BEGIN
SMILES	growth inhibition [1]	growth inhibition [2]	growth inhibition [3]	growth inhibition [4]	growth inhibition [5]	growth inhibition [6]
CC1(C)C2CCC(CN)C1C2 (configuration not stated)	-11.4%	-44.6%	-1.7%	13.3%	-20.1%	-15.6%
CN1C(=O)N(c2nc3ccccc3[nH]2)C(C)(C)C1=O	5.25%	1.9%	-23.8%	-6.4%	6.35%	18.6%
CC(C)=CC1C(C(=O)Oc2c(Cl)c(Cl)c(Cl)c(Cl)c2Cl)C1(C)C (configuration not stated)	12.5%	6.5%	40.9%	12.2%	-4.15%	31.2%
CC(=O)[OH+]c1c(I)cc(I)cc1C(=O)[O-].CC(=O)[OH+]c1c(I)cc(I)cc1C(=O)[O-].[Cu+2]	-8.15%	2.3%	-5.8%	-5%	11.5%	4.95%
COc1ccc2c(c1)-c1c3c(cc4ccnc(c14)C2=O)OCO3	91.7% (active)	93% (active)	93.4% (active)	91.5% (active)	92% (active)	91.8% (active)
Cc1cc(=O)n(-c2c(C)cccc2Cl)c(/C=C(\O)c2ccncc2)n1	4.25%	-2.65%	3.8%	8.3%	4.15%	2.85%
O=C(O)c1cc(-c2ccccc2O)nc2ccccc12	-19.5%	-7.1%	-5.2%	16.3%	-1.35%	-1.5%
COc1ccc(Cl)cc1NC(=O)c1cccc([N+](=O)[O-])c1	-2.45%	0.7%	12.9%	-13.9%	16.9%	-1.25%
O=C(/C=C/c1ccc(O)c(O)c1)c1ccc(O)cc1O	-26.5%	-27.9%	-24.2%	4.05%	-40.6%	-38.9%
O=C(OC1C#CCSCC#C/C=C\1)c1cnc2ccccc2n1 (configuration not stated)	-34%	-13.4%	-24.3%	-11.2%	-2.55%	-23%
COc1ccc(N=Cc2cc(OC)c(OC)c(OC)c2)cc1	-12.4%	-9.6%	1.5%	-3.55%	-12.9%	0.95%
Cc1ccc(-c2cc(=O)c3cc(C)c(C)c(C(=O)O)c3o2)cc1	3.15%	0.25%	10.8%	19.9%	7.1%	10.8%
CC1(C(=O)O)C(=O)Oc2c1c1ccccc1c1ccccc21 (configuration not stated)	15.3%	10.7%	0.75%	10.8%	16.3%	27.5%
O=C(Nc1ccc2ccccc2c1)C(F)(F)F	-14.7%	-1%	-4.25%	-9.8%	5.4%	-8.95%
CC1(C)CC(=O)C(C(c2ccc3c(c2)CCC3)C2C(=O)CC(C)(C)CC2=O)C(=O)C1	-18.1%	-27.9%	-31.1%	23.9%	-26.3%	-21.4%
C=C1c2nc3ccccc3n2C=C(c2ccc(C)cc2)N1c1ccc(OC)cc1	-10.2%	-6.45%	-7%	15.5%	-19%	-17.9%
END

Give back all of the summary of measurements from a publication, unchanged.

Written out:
SMILES	growth inhibition [1]	growth inhibition [2]	growth inhibition [3]	growth inhibition [4]	growth inhibition [5]	growth inhibition [6]
CC1(C)C2CCC(CN)C1C2 (configuration not stated)	-11.4%	-44.6%	-1.7%	13.3%	-20.1%	-15.6%
CN1C(=O)N(c2nc3ccccc3[nH]2)C(C)(C)C1=O	5.25%	1.9%	-23.8%	-6.4%	6.35%	18.6%
CC(C)=CC1C(C(=O)Oc2c(Cl)c(Cl)c(Cl)c(Cl)c2Cl)C1(C)C (configuration not stated)	12.5%	6.5%	40.9%	12.2%	-4.15%	31.2%
CC(=O)[OH+]c1c(I)cc(I)cc1C(=O)[O-].CC(=O)[OH+]c1c(I)cc(I)cc1C(=O)[O-].[Cu+2]	-8.15%	2.3%	-5.8%	-5%	11.5%	4.95%
COc1ccc2c(c1)-c1c3c(cc4ccnc(c14)C2=O)OCO3	91.7% (active)	93% (active)	93.4% (active)	91.5% (active)	92% (active)	91.8% (active)
Cc1cc(=O)n(-c2c(C)cccc2Cl)c(/C=C(\O)c2ccncc2)n1	4.25%	-2.65%	3.8%	8.3%	4.15%	2.85%
O=C(O)c1cc(-c2ccccc2O)nc2ccccc12	-19.5%	-7.1%	-5.2%	16.3%	-1.35%	-1.5%
COc1ccc(Cl)cc1NC(=O)c1cccc([N+](=O)[O-])c1	-2.45%	0.7%	12.9%	-13.9%	16.9%	-1.25%
O=C(/C=C/c1ccc(O)c(O)c1)c1ccc(O)cc1O	-26.5%	-27.9%	-24.2%	4.05%	-40.6%	-38.9%
O=C(OC1C#CCSCC#C/C=C\1)c1cnc2ccccc2n1 (configuration not stated)	-34%	-13.4%	-24.3%	-11.2%	-2.55%	-23%
COc1ccc(N=Cc2cc(OC)c(OC)c(OC)c2)cc1	-12.4%	-9.6%	1.5%	-3.55%	-12.9%	0.95%
Cc1ccc(-c2cc(=O)c3cc(C)c(C)c(C(=O)O)c3o2)cc1	3.15%	0.25%	10.8%	19.9%	7.1%	10.8%
CC1(C(=O)O)C(=O)Oc2c1c1ccccc1c1ccccc21 (configuration not stated)	15.3%	10.7%	0.75%	10.8%	16.3%	27.5%
O=C(Nc1ccc2ccccc2c1)C(F)(F)F	-14.7%	-1%	-4.25%	-9.8%	5.4%	-8.95%
CC1(C)CC(=O)C(C(c2ccc3c(c2)CCC3)C2C(=O)CC(C)(C)CC2=O)C(=O)C1	-18.1%	-27.9%	-31.1%	23.9%	-26.3%	-21.4%
C=C1c2nc3ccccc3n2C=C(c2ccc(C)cc2)N1c1ccc(OC)cc1	-10.2%	-6.45%	-7%	15.5%	-19%	-17.9%